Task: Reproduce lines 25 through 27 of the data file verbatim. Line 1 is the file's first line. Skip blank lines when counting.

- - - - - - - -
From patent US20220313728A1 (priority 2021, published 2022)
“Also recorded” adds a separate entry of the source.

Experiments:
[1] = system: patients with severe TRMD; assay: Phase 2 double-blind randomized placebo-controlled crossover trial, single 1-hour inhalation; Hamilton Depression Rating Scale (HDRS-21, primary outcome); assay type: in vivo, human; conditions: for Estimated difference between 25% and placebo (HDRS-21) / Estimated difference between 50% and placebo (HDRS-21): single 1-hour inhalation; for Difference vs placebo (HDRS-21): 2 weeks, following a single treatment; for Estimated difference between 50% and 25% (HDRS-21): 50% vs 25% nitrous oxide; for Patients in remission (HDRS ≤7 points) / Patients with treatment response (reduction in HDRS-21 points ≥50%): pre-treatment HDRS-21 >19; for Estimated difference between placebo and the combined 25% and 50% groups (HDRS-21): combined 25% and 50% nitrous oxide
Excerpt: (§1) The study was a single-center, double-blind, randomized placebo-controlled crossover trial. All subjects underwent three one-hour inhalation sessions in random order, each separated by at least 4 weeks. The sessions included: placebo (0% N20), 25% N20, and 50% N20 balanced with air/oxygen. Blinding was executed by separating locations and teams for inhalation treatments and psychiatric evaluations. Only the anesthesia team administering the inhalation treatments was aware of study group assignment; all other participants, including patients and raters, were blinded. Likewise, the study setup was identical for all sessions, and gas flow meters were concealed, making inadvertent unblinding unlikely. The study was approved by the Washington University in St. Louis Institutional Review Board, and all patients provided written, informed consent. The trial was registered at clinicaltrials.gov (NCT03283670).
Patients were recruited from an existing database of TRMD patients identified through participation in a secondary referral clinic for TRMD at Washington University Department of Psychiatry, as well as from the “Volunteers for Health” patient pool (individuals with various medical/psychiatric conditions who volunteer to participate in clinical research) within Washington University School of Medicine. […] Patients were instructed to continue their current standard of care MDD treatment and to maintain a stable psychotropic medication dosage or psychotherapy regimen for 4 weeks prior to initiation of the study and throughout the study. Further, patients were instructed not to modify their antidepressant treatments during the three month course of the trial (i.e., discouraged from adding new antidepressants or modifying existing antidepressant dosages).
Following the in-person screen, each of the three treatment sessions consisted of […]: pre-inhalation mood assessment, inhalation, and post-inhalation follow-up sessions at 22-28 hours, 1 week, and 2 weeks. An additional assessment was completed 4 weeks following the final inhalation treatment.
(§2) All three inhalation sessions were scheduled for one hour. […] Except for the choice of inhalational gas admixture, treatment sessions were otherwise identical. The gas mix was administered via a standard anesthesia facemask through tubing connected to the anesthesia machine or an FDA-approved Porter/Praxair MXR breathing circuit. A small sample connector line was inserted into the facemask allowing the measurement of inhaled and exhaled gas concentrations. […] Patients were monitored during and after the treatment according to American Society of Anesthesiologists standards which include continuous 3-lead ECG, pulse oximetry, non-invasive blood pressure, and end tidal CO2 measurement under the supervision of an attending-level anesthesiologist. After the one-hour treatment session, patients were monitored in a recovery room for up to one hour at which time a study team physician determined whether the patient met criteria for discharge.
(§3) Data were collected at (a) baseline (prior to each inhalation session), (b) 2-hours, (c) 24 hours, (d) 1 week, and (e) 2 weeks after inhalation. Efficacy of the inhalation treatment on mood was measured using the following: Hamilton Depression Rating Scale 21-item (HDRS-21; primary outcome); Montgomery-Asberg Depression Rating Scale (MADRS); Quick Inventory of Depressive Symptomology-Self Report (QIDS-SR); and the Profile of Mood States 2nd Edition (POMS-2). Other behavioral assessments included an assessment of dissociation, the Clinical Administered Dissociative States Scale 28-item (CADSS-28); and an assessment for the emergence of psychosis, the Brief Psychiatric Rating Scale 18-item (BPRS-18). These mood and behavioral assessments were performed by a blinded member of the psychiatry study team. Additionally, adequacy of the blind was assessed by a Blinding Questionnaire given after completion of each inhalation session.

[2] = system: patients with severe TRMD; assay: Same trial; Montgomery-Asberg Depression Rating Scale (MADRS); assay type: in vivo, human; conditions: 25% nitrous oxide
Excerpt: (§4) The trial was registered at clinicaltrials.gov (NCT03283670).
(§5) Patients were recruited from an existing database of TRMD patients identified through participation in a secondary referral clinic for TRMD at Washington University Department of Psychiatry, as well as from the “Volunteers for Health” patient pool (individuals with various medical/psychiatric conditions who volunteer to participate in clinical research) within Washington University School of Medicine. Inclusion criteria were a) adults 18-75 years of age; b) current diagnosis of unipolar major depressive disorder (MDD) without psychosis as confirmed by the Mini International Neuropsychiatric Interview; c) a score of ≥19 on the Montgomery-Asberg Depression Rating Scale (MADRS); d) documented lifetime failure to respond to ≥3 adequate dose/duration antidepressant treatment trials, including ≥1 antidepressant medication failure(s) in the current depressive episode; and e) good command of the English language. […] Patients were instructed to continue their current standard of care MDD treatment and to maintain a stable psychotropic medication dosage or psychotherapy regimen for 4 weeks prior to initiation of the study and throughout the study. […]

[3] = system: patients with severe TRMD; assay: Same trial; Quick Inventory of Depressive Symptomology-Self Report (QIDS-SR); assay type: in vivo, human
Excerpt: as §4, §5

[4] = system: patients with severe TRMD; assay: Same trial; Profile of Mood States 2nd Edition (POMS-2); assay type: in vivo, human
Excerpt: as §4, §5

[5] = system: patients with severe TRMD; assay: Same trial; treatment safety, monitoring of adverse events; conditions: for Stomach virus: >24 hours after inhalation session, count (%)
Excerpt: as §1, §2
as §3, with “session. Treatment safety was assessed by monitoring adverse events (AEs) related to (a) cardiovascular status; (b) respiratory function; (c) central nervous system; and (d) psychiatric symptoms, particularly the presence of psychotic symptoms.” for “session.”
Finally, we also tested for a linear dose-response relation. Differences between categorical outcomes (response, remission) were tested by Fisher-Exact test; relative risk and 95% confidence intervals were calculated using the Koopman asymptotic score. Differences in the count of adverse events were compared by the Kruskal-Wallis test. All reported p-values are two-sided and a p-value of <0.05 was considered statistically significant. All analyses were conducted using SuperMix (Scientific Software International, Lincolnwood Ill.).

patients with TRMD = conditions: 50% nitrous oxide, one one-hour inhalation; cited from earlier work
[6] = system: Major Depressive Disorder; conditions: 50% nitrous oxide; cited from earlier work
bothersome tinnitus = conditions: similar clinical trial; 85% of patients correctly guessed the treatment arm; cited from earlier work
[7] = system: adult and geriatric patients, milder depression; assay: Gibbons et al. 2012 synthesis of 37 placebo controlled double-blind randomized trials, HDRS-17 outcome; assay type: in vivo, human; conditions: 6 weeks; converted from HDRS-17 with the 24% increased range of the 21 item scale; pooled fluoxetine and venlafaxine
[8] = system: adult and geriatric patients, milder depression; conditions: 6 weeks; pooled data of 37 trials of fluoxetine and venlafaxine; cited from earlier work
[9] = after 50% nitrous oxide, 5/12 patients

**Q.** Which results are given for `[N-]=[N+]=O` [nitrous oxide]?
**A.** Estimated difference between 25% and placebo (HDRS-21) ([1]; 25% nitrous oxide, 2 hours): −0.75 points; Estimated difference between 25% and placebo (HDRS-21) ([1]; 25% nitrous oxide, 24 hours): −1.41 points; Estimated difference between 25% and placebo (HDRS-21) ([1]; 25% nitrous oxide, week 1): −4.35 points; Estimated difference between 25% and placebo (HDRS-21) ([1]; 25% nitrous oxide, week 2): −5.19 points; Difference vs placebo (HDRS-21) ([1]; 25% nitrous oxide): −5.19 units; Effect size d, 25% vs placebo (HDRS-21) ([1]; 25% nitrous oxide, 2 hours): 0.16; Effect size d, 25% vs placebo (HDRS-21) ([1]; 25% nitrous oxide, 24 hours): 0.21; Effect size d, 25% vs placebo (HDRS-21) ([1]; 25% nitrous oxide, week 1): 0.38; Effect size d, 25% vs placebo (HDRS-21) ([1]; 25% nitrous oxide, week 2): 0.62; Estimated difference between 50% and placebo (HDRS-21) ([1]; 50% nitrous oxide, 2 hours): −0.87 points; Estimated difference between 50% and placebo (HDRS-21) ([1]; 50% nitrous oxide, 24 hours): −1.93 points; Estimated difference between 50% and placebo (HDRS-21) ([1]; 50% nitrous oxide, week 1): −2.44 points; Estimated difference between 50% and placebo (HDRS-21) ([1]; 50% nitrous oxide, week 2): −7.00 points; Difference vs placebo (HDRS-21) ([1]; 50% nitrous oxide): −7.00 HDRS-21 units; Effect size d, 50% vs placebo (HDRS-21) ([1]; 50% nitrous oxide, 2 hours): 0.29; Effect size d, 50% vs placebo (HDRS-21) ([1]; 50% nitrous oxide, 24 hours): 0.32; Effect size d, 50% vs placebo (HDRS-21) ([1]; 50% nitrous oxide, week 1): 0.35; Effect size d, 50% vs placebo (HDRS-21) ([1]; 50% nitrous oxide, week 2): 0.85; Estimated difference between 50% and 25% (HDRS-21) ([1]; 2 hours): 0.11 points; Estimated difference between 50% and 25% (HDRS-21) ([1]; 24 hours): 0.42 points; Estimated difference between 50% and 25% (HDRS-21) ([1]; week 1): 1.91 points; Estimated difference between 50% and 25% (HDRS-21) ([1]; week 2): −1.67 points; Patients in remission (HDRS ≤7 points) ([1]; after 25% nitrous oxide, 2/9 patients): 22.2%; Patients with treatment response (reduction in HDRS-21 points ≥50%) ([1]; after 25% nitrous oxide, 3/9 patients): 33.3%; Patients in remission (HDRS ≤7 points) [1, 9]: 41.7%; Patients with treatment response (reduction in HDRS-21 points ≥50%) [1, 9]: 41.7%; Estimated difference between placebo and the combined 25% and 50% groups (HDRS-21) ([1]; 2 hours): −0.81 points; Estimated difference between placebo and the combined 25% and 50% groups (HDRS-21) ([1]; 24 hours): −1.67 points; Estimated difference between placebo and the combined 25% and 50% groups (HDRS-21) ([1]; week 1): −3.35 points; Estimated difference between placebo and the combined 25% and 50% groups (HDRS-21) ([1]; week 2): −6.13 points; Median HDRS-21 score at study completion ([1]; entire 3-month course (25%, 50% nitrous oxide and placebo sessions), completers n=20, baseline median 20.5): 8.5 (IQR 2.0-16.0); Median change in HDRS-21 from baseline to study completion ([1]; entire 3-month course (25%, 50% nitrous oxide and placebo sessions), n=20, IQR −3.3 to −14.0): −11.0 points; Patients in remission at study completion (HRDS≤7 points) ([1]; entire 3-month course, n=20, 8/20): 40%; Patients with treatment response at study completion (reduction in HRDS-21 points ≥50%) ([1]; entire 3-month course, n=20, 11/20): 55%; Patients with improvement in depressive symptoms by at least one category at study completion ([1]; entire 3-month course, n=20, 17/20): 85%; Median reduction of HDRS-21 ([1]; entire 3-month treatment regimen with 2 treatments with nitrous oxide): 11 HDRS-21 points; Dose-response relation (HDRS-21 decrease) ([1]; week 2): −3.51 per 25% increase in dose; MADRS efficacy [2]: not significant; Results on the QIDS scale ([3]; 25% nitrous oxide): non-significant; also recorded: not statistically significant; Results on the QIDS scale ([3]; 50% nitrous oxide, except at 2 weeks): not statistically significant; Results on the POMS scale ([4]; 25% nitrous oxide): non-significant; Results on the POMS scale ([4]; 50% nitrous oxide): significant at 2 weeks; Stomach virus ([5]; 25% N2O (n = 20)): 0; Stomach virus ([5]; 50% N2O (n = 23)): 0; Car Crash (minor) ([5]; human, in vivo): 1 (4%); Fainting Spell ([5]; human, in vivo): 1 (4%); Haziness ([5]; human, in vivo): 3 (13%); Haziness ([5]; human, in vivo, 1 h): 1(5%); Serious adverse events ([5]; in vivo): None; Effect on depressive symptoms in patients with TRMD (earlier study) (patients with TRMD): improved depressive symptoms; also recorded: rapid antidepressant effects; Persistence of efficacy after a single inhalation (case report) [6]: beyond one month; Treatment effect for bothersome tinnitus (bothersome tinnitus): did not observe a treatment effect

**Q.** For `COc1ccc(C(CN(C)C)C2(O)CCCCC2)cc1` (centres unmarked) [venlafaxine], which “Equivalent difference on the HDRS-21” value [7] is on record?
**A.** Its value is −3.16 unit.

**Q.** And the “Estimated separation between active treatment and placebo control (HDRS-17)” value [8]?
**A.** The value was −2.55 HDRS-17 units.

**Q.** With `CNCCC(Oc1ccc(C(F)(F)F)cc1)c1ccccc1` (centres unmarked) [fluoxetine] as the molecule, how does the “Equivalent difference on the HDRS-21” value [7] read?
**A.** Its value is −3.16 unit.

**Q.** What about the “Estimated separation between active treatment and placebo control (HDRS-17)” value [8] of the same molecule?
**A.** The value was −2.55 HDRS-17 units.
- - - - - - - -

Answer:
[8] = system: adult and geriatric patients, milder depression; conditions: 6 weeks; pooled data of 37 trials of fluoxetine and venlafaxine; cited from earlier work
[9] = after 50% nitrous oxide, 5/12 patients

**Q.** Which results are given for `[N-]=[N+]=O` [nitrous oxide]?